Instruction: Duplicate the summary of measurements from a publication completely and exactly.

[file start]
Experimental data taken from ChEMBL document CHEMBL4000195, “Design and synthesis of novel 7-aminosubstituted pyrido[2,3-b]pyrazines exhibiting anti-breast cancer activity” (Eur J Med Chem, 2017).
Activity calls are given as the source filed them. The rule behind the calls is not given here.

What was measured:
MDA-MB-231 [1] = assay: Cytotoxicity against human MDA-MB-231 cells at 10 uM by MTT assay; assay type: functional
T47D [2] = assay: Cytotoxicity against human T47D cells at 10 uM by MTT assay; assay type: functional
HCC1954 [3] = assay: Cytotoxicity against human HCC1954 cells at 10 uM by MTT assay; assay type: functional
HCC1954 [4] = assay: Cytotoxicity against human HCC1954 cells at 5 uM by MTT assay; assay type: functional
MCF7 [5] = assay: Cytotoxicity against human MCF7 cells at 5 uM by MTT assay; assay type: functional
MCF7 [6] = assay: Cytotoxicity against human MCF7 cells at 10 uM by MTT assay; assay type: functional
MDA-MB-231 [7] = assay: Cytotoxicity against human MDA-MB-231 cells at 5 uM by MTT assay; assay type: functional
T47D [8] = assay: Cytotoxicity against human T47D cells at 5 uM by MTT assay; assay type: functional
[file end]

Experimental data taken from ChEMBL document CHEMBL4000195, “Design and synthesis of novel 7-aminosubstituted pyrido[2,3-b]pyrazines exhibiting anti-breast cancer activity” (Eur J Med Chem, 2017).
Activity calls are given as the source filed them. The rule behind the calls is not given here.

What was measured:
MDA-MB-231 [1] = assay: Cytotoxicity against human MDA-MB-231 cells at 10 uM by MTT assay; assay type: functional
T47D [2] = assay: Cytotoxicity against human T47D cells at 10 uM by MTT assay; assay type: functional
HCC1954 [3] = assay: Cytotoxicity against human HCC1954 cells at 10 uM by MTT assay; assay type: functional
HCC1954 [4] = assay: Cytotoxicity against human HCC1954 cells at 5 uM by MTT assay; assay type: functional
MCF7 [5] = assay: Cytotoxicity against human MCF7 cells at 5 uM by MTT assay; assay type: functional
MCF7 [6] = assay: Cytotoxicity against human MCF7 cells at 10 uM by MTT assay; assay type: functional
MDA-MB-231 [7] = assay: Cytotoxicity against human MDA-MB-231 cells at 5 uM by MTT assay; assay type: functional
T47D [8] = assay: Cytotoxicity against human T47D cells at 5 uM by MTT assay; assay type: functional